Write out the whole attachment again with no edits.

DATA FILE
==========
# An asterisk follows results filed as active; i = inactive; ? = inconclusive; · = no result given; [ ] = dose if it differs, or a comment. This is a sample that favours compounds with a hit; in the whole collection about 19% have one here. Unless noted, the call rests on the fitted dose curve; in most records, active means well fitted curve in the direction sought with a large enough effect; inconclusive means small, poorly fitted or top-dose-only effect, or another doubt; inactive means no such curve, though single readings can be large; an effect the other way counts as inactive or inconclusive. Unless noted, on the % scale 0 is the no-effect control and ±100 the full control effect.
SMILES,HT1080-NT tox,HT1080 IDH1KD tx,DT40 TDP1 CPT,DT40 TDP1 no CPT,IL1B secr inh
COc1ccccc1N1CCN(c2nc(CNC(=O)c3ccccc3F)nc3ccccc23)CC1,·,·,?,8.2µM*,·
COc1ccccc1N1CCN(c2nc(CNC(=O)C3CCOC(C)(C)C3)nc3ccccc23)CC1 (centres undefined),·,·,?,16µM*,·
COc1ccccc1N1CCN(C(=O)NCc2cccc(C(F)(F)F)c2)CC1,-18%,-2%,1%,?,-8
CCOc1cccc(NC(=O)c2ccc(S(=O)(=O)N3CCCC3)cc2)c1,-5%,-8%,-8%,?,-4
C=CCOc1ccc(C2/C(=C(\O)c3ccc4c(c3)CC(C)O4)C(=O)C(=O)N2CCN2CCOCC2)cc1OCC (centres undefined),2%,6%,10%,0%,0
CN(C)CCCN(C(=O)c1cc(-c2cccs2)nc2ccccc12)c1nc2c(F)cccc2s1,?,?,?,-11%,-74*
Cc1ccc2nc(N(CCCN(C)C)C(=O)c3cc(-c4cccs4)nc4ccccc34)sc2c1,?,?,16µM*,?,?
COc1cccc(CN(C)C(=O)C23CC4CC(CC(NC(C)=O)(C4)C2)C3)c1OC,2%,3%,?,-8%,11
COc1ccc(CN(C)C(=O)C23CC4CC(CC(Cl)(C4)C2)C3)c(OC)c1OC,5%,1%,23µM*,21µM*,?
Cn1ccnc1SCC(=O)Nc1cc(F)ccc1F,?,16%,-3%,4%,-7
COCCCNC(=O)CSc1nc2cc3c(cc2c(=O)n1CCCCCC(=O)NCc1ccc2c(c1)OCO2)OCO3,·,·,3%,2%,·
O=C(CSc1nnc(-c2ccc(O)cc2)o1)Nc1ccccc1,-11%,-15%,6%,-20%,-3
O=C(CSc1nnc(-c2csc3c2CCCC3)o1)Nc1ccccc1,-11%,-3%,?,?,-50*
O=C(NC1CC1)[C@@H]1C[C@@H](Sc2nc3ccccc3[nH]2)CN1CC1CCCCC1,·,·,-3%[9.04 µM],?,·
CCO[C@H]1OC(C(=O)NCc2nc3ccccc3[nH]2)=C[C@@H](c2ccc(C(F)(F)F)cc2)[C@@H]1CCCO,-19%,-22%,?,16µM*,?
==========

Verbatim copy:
# An asterisk follows results filed as active; i = inactive; ? = inconclusive; · = no result given; [ ] = dose if it differs, or a comment. This is a sample that favours compounds with a hit; in the whole collection about 19% have one here. Unless noted, the call rests on the fitted dose curve; in most records, active means well fitted curve in the direction sought with a large enough effect; inconclusive means small, poorly fitted or top-dose-only effect, or another doubt; inactive means no such curve, though single readings can be large; an effect the other way counts as inactive or inconclusive. Unless noted, on the % scale 0 is the no-effect control and ±100 the full control effect.
SMILES,HT1080-NT tox,HT1080 IDH1KD tx,DT40 TDP1 CPT,DT40 TDP1 no CPT,IL1B secr inh
COc1ccccc1N1CCN(c2nc(CNC(=O)c3ccccc3F)nc3ccccc23)CC1,·,·,?,8.2µM*,·
COc1ccccc1N1CCN(c2nc(CNC(=O)C3CCOC(C)(C)C3)nc3ccccc23)CC1 (centres undefined),·,·,?,16µM*,·
COc1ccccc1N1CCN(C(=O)NCc2cccc(C(F)(F)F)c2)CC1,-18%,-2%,1%,?,-8
CCOc1cccc(NC(=O)c2ccc(S(=O)(=O)N3CCCC3)cc2)c1,-5%,-8%,-8%,?,-4
C=CCOc1ccc(C2/C(=C(\O)c3ccc4c(c3)CC(C)O4)C(=O)C(=O)N2CCN2CCOCC2)cc1OCC (centres undefined),2%,6%,10%,0%,0
CN(C)CCCN(C(=O)c1cc(-c2cccs2)nc2ccccc12)c1nc2c(F)cccc2s1,?,?,?,-11%,-74*
Cc1ccc2nc(N(CCCN(C)C)C(=O)c3cc(-c4cccs4)nc4ccccc34)sc2c1,?,?,16µM*,?,?
COc1cccc(CN(C)C(=O)C23CC4CC(CC(NC(C)=O)(C4)C2)C3)c1OC,2%,3%,?,-8%,11
COc1ccc(CN(C)C(=O)C23CC4CC(CC(Cl)(C4)C2)C3)c(OC)c1OC,5%,1%,23µM*,21µM*,?
Cn1ccnc1SCC(=O)Nc1cc(F)ccc1F,?,16%,-3%,4%,-7
COCCCNC(=O)CSc1nc2cc3c(cc2c(=O)n1CCCCCC(=O)NCc1ccc2c(c1)OCO2)OCO3,·,·,3%,2%,·
O=C(CSc1nnc(-c2ccc(O)cc2)o1)Nc1ccccc1,-11%,-15%,6%,-20%,-3
O=C(CSc1nnc(-c2csc3c2CCCC3)o1)Nc1ccccc1,-11%,-3%,?,?,-50*
O=C(NC1CC1)[C@@H]1C[C@@H](Sc2nc3ccccc3[nH]2)CN1CC1CCCCC1,·,·,-3%[9.04 µM],?,·
CCO[C@H]1OC(C(=O)NCc2nc3ccccc3[nH]2)=C[C@@H](c2ccc(C(F)(F)F)cc2)[C@@H]1CCCO,-19%,-22%,?,16µM*,?